Kant reacted to the Enlightenment, to the Age of Reason, and to Newtonian mechanics (which he probably understood better than any other philosopher), by accepting determinism as a fact in the physical world, which he calls the phenomenal world. Kant's goal was to rescue the physical sciences from the devastating and unanswerable skepticism of David Hume, especially Hume's assertion that no number of "constant conjunctions" of cause and effect could logically prove causality. Kant called this assertion the "crux metaphysicorum." If Hume is right, he said, metaphysics is impossible. Perhaps even knowledge is impossible? Kant's Critique of Pure Reason was to prove that Hume was wrong. Hume criticized the Theory of Ideas of his fellow British empiricists John Locke and George Berkeley. If, as they claim, knowledge is limited to perceptions of sense data, we cannot "know" anything about external objects, even our own bodies. But Hume said that we do have a natural belief in the external world and causal laws. Hume's idea of the mind having a "feeling" (not a reason) that leads to natural beliefs became Kant's "second Copernican revolution" that the mind projects "concepts of the understanding" and "forms of perception" on the external world.Kant put limits on what we can know by pure speculative Reason, in order to make room for Belief in a timeless noumenal (or mental) world of "analytic," a priori truths that include God, freedom, and immortality.
Kant's main change in the second edition of the Critique of Pure Reason was an attempted refutation of this British idealism (B 274). He thought he had a proof of the existence of the external world. Kant thought it a scandal in philosophy that we must accept the existence of material things outside ourselves merely as a belief, with no proof.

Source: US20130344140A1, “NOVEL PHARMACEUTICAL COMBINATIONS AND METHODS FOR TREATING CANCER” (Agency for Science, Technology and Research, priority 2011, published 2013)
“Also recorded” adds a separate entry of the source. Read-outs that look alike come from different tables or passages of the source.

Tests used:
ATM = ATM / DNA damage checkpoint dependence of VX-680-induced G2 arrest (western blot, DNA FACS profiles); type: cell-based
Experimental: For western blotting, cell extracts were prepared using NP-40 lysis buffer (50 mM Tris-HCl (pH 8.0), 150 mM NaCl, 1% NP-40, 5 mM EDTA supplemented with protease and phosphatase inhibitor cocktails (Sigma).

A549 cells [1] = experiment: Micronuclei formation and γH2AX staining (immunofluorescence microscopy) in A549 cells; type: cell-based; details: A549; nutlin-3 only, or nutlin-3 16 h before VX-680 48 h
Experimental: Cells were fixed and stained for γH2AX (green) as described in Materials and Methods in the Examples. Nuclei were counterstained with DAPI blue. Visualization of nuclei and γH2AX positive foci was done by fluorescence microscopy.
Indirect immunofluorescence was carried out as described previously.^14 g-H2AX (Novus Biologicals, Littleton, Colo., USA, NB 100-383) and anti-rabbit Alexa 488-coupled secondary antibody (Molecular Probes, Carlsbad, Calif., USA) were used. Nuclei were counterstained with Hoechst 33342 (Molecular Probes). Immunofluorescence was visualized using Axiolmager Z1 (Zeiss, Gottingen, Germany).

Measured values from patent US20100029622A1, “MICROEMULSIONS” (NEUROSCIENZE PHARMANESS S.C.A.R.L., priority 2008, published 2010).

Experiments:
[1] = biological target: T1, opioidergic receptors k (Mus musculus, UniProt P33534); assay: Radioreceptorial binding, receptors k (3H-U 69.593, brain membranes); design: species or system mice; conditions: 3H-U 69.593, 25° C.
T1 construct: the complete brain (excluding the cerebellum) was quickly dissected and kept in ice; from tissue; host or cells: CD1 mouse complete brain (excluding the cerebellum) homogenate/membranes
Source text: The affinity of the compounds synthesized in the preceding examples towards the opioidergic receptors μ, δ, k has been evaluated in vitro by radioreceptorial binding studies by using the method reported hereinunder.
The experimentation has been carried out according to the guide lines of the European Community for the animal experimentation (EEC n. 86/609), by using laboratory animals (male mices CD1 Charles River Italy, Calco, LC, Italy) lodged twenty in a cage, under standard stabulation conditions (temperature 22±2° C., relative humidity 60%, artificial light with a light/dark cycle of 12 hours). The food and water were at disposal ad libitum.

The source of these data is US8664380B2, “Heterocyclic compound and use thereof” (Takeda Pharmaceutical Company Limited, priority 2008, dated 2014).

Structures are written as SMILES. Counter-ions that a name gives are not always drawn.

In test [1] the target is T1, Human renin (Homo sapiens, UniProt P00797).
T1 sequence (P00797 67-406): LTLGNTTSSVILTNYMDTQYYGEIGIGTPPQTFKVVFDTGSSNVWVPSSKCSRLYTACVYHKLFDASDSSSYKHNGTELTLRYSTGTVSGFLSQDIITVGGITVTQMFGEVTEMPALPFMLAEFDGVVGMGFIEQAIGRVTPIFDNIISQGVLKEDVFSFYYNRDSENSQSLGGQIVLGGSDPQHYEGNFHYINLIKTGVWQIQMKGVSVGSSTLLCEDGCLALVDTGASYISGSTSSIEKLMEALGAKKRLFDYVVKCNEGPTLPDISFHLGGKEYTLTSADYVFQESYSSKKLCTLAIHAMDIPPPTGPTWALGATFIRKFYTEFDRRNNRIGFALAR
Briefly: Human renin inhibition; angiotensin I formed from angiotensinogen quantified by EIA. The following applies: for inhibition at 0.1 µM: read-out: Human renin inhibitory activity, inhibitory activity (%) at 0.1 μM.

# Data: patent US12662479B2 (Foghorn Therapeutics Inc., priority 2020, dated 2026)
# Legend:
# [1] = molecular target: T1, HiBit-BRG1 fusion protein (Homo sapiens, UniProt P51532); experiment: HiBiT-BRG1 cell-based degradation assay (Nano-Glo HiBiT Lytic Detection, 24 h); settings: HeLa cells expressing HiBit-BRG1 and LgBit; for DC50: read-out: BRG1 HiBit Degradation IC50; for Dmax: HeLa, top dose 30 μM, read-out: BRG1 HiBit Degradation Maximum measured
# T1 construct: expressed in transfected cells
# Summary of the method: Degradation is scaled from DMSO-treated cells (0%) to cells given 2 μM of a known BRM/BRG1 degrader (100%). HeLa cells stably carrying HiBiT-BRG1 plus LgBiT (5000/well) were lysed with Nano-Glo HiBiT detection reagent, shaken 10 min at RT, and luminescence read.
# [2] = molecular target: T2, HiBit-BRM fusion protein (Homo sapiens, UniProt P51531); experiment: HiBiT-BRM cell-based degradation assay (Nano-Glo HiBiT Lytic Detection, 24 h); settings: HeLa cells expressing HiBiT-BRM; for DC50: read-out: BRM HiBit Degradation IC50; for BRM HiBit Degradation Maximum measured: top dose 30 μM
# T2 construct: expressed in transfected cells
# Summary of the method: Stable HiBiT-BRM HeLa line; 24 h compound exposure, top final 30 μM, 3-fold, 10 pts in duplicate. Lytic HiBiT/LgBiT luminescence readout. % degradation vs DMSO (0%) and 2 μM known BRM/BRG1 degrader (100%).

The only thing which might be called an addition, though in the method of proof only, is the new refutation of psychological idealism, and the strict (and as I believe the only possible) proof of the objective reality of outer intuition. However innocent idealism may be considered with respect to the essential purposes of metaphysics (without being so in reality), it remains a scandal to philosophy, and to human reason in general, that we should have to accept the existence of things outside us (from which after all we derive the whole material for our knowledge, even for that of our inner sense) merely on trust, and have no satisfactory proof with which to counter any opponent who chooses to doubt it.Martin Heidegger commented on Kant's scandal:
The 'scandal of philosophy' is not that this proof has yet to be given, but that such proofs are expected and attempted again and again.
The Dialectical Antinomy of CausalityIn Kant's 1781 Critique of Pure Reason, Transcendental Doctrine of Elements, Second Part: Transcendental Logic, Second Division: Transcendental Dialectic, Book II: Of the Dialectical Procedure of Pure Reason, Chapter II: The Antinomy of Pure Reason, Section II: The Antithetic of Pure Reason, Third Conflict of the Transcendental Ideas (his third Antinomy), Kant writes